You just get less and less money per month (in steps) as you progress during the year.

I would be delighted to be in the highest step, it means I earn a lot of money.

Finally, the only (extreme) problem would be if you were taxed 100% starting from some amount of accumulated money. It would mean that from that point on you work for free.


Europe is big and countries have different laws. In Germany, the Arbeitszeitgesetz (working time law), §9, explicitly states that employees must not be employed/given work during sun- and holidays. Exceptions obviously apply, but this is the general rule.

You can work Sunday, but weekend work typically needs approval as it is compensated higher.

Not true e.g. in Germany - Sunday work is only allowed in specific exceptional cases. §9 and 10 ArbZG.

> forced to work overtime without pay.

This frequently happens in IT as well, with this actually put inside the contract.


I'm punching in and out every day at work / in the home office. Either on a terminal or in the web browser. Best thing ever, takes 15 seconds a day.

Being called at home (when not working) because of an emergency? At least 2 hours are added to my timesheet, even if I solve the problem in 5 minutes, so I only get called if it's really important. Adds a lot of sanity and stops abuse.

We are very productive because we actually get to relax from work.


Do you get paid per hour or a lump sum each week/month?

Lump sum every month, 38h / week

That's great, but would be a contravention this new law apparently.

The law doesn't want to know how much you bill or how much is allocated, but how much you actually work.

I the context of labour, surely it makes sense, but there, most hours are logged.

Outside of that it gets a little harder.


It's fully on the employer if they log more time than you actually worked, the issue that was addressed with this ruling was people who'd clock out and then continue to work or where there is no clock and people simply write down how long they worked.

The issue the court had was that if you write it down then there is the possibility that you worked overtime but didn't actually write that or your employer changed it. If start and end of work time are accurately tracked then you can sue them for not paying you overtime.


> the issue that was addressed with this ruling was people who'd clock out and then continue to work or where there is no clock and people simply write down how long they worked

No, this ruling cannot prevent this practice at all. How could it, without a government official standing watch?


You rely on employees or former employees raising an issue and investigating. There is little money to be saved by not paying bob for 15 minutes that one time. Companies that abuse this do so pervasively and consistently providing ample evidence of their misdeeds.

Alternatively employees can raise the matter in court where the additional incentive of money paid to settle the claim makes it worthy of a lawyer handling the matter purely based on expectation of obtaining a cut of the money.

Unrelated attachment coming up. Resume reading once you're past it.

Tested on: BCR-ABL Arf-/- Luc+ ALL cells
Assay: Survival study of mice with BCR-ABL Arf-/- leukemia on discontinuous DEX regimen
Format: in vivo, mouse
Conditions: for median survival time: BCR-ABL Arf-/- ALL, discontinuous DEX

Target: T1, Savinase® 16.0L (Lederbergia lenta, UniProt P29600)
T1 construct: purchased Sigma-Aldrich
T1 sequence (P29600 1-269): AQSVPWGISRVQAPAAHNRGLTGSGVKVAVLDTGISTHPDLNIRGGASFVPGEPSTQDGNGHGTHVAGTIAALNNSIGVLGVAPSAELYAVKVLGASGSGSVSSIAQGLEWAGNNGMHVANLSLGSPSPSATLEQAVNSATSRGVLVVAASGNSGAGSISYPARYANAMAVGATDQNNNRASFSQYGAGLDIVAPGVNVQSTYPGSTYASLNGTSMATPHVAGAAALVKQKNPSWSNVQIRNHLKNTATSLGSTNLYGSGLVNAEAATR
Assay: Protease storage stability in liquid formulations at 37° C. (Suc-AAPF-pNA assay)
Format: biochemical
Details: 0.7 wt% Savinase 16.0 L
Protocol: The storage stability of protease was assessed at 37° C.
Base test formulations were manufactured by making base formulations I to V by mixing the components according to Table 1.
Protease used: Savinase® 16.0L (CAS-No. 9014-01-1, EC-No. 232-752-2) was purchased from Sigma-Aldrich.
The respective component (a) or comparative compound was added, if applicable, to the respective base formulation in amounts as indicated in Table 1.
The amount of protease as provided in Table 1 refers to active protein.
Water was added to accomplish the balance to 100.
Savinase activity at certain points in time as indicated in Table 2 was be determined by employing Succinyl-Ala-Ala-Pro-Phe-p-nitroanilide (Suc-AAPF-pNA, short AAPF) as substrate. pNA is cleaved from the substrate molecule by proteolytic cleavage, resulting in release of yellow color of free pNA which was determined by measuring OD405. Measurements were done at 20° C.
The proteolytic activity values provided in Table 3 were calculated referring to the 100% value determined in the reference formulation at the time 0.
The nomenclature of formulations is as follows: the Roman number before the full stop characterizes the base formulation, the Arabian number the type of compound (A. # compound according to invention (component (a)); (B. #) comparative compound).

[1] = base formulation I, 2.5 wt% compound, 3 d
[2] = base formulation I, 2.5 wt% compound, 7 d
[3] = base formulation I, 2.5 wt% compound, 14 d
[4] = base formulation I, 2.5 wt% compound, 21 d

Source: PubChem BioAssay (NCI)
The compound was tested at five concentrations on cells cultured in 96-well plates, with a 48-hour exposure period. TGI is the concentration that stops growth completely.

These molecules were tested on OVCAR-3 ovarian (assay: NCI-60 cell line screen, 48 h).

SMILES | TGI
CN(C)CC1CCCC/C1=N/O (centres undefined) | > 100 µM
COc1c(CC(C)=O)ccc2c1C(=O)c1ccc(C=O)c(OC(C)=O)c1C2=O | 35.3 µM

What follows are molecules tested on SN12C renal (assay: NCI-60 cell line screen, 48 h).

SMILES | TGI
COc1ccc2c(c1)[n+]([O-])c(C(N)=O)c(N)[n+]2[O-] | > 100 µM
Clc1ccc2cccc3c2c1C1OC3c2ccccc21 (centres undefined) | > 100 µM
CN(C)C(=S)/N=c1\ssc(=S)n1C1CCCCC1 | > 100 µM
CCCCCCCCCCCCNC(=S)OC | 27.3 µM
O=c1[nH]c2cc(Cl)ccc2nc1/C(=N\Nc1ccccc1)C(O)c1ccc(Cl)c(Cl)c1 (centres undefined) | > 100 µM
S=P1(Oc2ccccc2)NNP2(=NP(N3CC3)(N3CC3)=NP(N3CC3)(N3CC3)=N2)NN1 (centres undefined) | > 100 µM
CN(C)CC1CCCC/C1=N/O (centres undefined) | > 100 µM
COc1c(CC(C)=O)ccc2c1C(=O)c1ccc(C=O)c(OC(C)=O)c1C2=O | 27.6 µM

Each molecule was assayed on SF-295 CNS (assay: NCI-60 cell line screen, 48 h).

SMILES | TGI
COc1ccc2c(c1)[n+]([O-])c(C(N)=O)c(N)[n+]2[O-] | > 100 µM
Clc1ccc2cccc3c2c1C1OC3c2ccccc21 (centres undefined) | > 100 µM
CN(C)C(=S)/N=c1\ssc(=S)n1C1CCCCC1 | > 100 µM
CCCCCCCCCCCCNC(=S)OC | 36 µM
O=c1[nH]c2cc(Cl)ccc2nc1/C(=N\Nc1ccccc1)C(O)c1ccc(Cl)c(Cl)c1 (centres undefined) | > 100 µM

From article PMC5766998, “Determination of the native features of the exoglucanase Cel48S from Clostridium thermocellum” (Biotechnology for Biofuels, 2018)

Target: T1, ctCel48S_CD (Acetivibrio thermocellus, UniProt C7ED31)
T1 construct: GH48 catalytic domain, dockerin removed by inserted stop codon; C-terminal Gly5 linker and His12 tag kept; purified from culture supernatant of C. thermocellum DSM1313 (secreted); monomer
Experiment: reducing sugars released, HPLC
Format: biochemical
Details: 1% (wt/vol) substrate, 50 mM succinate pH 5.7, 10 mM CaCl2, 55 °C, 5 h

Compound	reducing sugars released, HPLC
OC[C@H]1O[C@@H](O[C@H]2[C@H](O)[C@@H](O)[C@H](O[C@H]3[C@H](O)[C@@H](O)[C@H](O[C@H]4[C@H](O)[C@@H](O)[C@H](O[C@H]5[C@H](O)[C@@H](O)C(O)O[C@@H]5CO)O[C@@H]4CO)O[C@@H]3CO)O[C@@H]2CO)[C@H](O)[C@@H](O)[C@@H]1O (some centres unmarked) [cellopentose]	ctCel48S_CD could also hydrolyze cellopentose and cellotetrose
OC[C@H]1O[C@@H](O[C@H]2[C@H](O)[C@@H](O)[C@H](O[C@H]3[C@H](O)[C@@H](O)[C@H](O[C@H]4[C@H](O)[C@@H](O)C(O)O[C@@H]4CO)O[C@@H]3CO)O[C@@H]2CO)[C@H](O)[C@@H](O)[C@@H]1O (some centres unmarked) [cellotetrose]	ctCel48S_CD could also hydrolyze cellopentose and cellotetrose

It's not uncommon to have random samples taken by officials. They'll just show up, make a list of everyone clocked in and then interview a few (or all) workers. If they find someone who isn't clocked in, that is a big issue for the employer.

Plus, accurate records are a good basis for any lawsuit in case an employee claims they worked unpaid overtime.


How many European countries don't do random control?

I'm not a contractor, I'm actually tracking the time I'm working.

"At least 2 hours are added to my timesheet, even if I solve the problem in 5 minutes,"

You explicitly stated you'd get tracked for 2 hours for 5 minutes of work.

This differential - which you must have brought up for a reason - is specifically not what the law is trying to address.


That differential is also specifically not what the ruling is trying to prevent.

What's off the table with this ruling is that a timesheet does not exist, because "we're all friends here, we trust our employees (to work themselves to exhaustion out of fear)"


You should read up on the ruling. Every country has to implement it's own law. It's allowed to include specific regulations on these corner cases.

(FYI, I'm still tracking the exact time, but the time I have to work gets reduced from 38 to 36 hours)


> A German confederation of employers said that the ruling was tantamount to demanding a return to workers punching in and punching out on arrival and departure, calling this impractical given modern working practices, smartphones, home offices and the like.

Not really in agreement with the ruling but that's a dumb argument. Tons of tech contractors bill by the hour where accurately tracking time is a financial requirement.


True, And those same contractors do not take the hours worked off contract into account which by experience is combined always more than the stated work week hours. It's a cheap way to not deal with overtime.

> And those same contractors do not take the hours worked off contract into account

What do you mean? If I'm working on your project, I'm billing you for my time.